Archive for the ‘Lloyd Cole’ Category
I’m visiting my dad this weekend, and while rummaging through a box of old letters and memorabilia that I’ve unearthed from the closet of my childhood bedroom, I found a ticket stub for a Lloyd Cole concert I saw in 1991. I had been a fan of Lloyd Cole and the Commotions through college. I was an English major, and so I was very pleased to catch all of the literary and cultural references on his first album, Rattlesnakes. Well, some of them—the song about a girl “looking like a friend of Truman Capote” was easy, but it was years before I realized that “Speedboat” took its title from Renata Adler’s novel. And then, of course, the line “She looks like Eva Marie Saint in On the Waterfront” … Name-dropping aside, the Commotions’ songs were pretty special—catchy and romantic and kind of hangdog.
The band broke up and Lloyd went solo, and suddenly he went from being neat and clean-cut and English-major-y, as he was in this video, to being kind of louche. He had had the best floppy British person’s hair, the kind of hair that I wanted but couldn’t exactly pull off, and then he grew his hair to shoulder-length and wore medium-length facial stubble, the kind popularized by George Michael. I had seen a post-Commotions Lloyd Cole concert the previous year, or had tried to—he was drunk off his rocker, annoyingly so, and I walked out of the club after only four or five songs. The 1991 show was at the Berklee College of Music auditorium, and when Lloyd came on stage, he said, “Now, this is a nice place, so don’t mess it up,” as though we were going to start ripping the seats out of the floor in our excitement. I thought, you’re Lloyd Cole. (Even so, there were two young girls seated in front of me and my friend Patrick, and they got up at the beginning of the first song, which was “Perfect Skin,” and started doing a frenzied dance; we couldn’t see anything for a few minutes, until the usher told them to sit back in their seats.)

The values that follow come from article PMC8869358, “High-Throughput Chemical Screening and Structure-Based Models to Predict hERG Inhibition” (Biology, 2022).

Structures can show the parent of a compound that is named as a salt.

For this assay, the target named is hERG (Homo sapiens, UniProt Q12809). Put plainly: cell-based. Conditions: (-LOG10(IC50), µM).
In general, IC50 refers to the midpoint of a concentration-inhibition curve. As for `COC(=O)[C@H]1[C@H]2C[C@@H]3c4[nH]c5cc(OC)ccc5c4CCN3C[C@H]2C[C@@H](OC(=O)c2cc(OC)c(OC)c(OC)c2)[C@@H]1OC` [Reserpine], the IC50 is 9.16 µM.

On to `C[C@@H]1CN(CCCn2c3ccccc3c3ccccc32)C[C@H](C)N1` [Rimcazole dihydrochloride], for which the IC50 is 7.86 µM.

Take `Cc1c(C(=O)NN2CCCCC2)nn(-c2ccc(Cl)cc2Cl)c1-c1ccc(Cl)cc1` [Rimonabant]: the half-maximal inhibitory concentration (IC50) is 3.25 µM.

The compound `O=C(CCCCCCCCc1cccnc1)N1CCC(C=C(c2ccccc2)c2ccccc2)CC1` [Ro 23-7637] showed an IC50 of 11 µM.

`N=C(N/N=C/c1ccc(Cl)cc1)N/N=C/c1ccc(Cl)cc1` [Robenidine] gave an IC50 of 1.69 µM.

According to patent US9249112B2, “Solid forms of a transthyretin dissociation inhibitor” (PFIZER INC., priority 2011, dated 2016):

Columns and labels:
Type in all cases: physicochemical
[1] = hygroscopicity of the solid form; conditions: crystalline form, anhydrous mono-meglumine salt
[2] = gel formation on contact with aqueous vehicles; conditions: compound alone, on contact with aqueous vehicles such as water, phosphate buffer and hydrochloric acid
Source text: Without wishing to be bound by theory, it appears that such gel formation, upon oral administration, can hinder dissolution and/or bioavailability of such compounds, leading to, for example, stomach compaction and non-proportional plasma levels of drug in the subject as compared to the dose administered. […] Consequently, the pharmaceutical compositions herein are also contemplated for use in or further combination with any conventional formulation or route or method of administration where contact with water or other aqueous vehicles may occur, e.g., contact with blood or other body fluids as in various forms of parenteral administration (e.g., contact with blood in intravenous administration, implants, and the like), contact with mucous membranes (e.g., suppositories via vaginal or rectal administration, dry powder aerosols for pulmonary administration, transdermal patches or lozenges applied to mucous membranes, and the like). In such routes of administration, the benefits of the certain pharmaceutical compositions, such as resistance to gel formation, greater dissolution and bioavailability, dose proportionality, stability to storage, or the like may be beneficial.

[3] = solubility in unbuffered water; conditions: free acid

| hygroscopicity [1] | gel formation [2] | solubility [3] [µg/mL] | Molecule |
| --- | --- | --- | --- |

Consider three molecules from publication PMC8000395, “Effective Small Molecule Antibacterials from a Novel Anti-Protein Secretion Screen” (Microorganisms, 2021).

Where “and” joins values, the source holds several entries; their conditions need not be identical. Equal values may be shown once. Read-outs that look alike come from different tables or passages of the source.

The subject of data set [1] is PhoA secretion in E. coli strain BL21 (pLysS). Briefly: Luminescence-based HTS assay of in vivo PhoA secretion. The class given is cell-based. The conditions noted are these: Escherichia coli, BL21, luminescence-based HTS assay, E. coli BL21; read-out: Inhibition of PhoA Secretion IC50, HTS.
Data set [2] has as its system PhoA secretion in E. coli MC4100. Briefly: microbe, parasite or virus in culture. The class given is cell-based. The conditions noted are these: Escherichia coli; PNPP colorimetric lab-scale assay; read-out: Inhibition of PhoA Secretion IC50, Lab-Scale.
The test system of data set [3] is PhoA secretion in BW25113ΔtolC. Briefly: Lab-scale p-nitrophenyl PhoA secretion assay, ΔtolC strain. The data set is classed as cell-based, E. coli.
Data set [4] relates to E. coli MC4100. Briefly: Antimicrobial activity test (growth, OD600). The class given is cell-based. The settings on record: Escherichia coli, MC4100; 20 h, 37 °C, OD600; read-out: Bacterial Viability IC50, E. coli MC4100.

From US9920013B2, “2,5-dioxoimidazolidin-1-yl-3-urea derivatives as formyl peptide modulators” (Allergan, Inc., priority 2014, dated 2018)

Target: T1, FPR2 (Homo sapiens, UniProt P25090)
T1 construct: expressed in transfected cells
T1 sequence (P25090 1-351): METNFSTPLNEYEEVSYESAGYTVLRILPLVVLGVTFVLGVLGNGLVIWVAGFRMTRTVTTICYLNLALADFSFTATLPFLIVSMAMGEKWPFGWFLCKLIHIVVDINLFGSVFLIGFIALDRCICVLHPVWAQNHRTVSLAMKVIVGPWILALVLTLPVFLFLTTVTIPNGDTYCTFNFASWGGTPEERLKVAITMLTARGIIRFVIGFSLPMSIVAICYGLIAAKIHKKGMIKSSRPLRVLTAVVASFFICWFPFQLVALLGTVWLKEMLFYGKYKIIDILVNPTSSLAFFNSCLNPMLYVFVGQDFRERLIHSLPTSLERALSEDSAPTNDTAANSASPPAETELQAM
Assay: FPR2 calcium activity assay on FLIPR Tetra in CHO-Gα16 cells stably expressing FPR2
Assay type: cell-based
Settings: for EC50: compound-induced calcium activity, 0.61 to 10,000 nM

I stopped following Lloyd Cole not long after. I’ve heard that he’s put out some very good albums in the two decades since, and I know that now he’s a family man living in Northampton or thereabouts. The louche days didn’t last long, and now he’s clean-cut once again. I just started following him on Twitter—a friend re-Tweeted one of his Tweets, and it was funny—so perhaps I’ll try to catch myself up with his music. While poking around on YouTube I found this wonderful song, which I had totally forgotten about, and which brought back to mind what made him so great, and what made a whole era of music-making so great.